The Landscape Guide

The Belvedere Garden, Prague

Rudolph the Second’s increasing estrangement from Vienna, his slackening interest in his possessions there, had brought about the downfall of New Building. More and more did the emperor confine himself to the circle he had himself drawn, till he never went outside his own residential town, Prague. But it was only in his last years that he withdrew, melancholy and hating mankind, from all the outside world. Before that time his interest was centred in art. His Chamber of Art at the Hradschin had a world-wide reputation because of its fabulous treasures. He also felt a wonderful affection for his garden.  At the Hradschin he found a particularly fine castle, called the Belvedere (Fig. 363), which was built by a pupil of Sansovino, and was unquestionably the greatest building of the Italian Renaissance on this side of the Alps. 

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From the pillars round the rooms one saw a long garden which had been laid out by an Italian gardener, just like the pleasure place of Ferdinand I. and his son who founded Ambras. Unfortunately, there is no picture or description of it in its early state; we only hear of whimsical festivities, such as the theatre performance at night on the entrance of Ferdinand in 1558, which he saw from the corridor of the Belvedere. It was one of the masques, when the fireworks and automatic arts of this period won astonishing triumphs. But Rudolph soon turned his whole heart to the garden, which was separated from the castle by rather deep trenches where deer were kept. There were wooden bridges leading to the main castle, but the trenches . themselves were not filled with water in Rudolph’s time, they were changed into a deer-park. It was a wonderful pleasure to watch the wild creatures from the high covered bridges, "especially in the breeding season, when they rushed about over the hill and wall.”

The garden of the Belvedere is almost level, and is orientated with the castle. The main axis is indicated by fountains, one of which, with two shells and ornamental figures, is still preserved before the garden front of the Belvedere (Fig. 364).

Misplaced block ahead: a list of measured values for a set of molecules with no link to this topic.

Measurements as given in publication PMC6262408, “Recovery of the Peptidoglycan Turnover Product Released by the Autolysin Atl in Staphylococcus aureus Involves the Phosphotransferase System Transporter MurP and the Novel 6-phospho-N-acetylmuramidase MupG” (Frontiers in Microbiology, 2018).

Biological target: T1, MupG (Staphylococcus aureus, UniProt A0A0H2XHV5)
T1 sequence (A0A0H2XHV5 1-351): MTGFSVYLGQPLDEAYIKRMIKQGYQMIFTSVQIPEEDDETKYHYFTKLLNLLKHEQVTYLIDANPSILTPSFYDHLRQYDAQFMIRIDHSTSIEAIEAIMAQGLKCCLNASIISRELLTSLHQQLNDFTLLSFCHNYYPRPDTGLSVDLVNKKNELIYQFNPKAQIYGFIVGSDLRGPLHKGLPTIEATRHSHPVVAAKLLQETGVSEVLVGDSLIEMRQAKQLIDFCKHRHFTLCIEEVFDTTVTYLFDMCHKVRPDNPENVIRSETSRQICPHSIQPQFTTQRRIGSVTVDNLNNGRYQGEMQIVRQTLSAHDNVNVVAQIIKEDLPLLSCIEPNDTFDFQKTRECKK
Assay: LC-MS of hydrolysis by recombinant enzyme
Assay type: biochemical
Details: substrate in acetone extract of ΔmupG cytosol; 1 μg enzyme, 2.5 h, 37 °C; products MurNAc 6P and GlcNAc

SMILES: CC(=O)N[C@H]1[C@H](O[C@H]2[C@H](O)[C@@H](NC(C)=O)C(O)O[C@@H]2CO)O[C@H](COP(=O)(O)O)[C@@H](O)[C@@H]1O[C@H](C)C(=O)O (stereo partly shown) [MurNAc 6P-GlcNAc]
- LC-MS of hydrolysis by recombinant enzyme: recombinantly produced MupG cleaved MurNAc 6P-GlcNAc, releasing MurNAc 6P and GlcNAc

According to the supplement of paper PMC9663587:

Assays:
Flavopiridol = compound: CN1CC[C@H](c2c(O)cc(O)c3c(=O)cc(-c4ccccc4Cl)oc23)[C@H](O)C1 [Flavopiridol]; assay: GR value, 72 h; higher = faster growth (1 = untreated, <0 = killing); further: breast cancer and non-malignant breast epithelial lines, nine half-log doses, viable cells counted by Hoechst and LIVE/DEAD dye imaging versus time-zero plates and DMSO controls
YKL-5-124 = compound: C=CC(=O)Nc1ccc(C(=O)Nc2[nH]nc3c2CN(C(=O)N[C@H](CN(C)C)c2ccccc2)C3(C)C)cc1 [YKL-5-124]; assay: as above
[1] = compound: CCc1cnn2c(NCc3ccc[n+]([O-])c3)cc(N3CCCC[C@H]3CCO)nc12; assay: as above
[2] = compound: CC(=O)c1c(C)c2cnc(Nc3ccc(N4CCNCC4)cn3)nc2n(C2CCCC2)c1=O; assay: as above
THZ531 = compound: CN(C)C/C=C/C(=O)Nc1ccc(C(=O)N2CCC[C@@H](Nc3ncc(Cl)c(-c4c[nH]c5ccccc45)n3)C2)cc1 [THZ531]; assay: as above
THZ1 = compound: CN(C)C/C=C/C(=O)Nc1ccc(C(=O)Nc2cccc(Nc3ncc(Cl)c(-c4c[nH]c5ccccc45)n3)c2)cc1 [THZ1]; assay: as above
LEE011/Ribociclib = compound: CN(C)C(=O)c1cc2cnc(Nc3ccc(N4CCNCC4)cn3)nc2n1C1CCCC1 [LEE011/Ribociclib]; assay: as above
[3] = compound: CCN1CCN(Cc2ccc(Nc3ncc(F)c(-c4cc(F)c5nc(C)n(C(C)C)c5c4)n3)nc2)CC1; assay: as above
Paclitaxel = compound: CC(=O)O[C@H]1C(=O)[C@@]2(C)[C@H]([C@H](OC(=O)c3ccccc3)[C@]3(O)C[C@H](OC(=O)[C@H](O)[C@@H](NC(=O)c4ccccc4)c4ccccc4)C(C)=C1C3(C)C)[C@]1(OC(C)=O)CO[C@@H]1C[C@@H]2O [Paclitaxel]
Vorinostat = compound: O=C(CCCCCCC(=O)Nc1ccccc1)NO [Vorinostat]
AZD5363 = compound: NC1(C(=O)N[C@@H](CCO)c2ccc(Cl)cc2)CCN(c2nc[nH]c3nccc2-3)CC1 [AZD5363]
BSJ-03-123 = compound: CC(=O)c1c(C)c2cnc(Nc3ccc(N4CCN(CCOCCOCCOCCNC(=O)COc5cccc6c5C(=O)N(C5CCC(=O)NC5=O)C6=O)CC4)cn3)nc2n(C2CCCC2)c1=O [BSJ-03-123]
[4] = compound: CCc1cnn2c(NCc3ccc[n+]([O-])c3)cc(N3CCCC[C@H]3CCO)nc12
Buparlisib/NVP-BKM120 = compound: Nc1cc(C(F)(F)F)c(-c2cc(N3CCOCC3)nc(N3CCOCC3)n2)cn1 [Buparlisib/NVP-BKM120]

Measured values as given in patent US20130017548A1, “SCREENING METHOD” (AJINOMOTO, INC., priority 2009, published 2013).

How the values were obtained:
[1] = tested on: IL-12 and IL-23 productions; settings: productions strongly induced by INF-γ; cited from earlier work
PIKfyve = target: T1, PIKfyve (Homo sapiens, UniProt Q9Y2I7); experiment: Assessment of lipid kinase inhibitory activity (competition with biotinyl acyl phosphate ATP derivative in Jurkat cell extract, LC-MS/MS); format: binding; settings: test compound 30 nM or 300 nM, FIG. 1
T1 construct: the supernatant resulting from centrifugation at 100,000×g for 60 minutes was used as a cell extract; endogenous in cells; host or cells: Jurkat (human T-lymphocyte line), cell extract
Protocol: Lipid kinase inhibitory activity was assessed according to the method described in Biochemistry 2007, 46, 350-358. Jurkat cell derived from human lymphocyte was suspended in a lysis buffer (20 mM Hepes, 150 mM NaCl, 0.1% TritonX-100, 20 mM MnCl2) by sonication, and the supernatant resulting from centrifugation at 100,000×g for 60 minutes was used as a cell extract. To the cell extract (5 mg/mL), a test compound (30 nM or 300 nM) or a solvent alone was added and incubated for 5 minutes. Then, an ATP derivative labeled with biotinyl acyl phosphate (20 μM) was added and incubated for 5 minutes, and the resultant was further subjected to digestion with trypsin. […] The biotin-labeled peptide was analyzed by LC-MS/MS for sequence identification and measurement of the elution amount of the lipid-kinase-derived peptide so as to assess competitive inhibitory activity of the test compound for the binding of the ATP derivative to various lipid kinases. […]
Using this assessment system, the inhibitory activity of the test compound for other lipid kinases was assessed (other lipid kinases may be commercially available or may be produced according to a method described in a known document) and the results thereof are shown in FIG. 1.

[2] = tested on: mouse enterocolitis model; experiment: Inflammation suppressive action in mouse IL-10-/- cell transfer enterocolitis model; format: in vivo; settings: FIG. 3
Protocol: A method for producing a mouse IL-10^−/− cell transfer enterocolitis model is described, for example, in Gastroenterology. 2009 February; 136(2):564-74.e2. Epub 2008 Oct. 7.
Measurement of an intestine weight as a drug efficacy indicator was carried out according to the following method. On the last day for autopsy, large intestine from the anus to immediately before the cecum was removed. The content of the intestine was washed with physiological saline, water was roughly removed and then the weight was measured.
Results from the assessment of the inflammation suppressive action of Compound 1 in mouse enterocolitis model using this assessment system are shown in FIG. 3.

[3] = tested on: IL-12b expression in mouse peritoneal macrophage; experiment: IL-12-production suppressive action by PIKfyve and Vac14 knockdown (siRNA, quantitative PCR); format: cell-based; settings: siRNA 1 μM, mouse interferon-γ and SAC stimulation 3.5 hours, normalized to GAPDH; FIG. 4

Illustrations on CD edition of Garden Visit and Travel Guide - see


 It bears the name of  “the Singing Well,” from a bagpiper on the top, who must have blown the water out of his pipe with a singing sound. It looks as though an arboured path from this spot marked out the middle. The grottoes were especially famous, and the emperor in his later, sadder days liked to be there, and took pleasure in their wonderful mirrors and invisible music. But visitors liked the wild animals best, and at the other end of the garden there were lions, camels, and other beasts in wooden cages. Later on, towards the middle of the seventeenth century, the noise seemed inconveniently near to the castle, and the animals were moved farther off; for apparently New Building had been turned into a menagerie.

Rudolph had plants brought from Italy, Spain, and Asia; pomegranates, oranges, citrons, and lemons were imported, according to an account of the year 1632. And the honour of having been the first to grow tulips in Europe (which so many gardeners tried to do) was accorded to Rudolph by the travellers’ books. Rudolph also adorned his garden with beautiful statues, and by the castle there were set up two tennis-courts, which, like the greater part of the garden, were destroyed in the sieges during the Seven Years’ War. In this garden the shy prince passed the last sick and sad years of his life; and strangers who wanted to see the emperor came disguised as gardeners or stable- men to satisfy their desire.